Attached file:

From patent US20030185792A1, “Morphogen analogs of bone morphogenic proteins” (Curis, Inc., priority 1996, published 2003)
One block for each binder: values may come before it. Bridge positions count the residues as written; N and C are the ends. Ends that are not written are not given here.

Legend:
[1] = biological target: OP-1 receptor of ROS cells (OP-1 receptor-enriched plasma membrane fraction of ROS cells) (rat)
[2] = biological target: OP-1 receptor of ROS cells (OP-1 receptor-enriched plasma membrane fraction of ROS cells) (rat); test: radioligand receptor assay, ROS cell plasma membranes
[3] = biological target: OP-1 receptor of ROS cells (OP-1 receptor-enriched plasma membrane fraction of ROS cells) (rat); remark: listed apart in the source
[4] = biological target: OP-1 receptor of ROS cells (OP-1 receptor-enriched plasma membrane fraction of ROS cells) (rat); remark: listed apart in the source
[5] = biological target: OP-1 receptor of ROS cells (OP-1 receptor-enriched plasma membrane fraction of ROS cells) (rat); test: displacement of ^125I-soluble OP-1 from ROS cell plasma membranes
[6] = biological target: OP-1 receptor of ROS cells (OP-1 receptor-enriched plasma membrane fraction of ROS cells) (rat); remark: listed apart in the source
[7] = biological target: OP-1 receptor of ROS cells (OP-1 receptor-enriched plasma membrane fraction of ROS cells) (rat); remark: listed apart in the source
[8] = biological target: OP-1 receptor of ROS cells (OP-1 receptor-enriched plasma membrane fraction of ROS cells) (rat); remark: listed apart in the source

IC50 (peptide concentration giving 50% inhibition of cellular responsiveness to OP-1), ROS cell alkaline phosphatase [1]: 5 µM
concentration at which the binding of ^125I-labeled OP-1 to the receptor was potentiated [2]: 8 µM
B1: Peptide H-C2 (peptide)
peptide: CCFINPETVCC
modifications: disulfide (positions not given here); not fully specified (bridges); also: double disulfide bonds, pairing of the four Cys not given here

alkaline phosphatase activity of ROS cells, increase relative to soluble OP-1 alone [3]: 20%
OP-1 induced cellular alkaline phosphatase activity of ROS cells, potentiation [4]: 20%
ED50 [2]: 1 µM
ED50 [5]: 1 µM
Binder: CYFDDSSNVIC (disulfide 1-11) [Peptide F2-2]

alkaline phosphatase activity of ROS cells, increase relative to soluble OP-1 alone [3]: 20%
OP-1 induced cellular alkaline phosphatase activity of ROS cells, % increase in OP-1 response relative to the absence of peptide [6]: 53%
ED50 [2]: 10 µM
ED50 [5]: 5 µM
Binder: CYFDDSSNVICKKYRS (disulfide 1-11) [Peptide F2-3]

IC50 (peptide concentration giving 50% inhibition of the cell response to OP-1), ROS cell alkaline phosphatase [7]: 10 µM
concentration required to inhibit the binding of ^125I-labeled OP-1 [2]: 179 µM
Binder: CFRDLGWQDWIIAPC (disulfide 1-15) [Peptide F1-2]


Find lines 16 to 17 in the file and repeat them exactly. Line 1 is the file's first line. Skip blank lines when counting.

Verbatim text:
modifications: disulfide (positions not given here); not fully specified (bridges); also: double disulfide bonds, pairing of the four Cys not given here

alkaline phosphatase activity of ROS cells, increase relative to soluble OP-1 alone [3]: 20%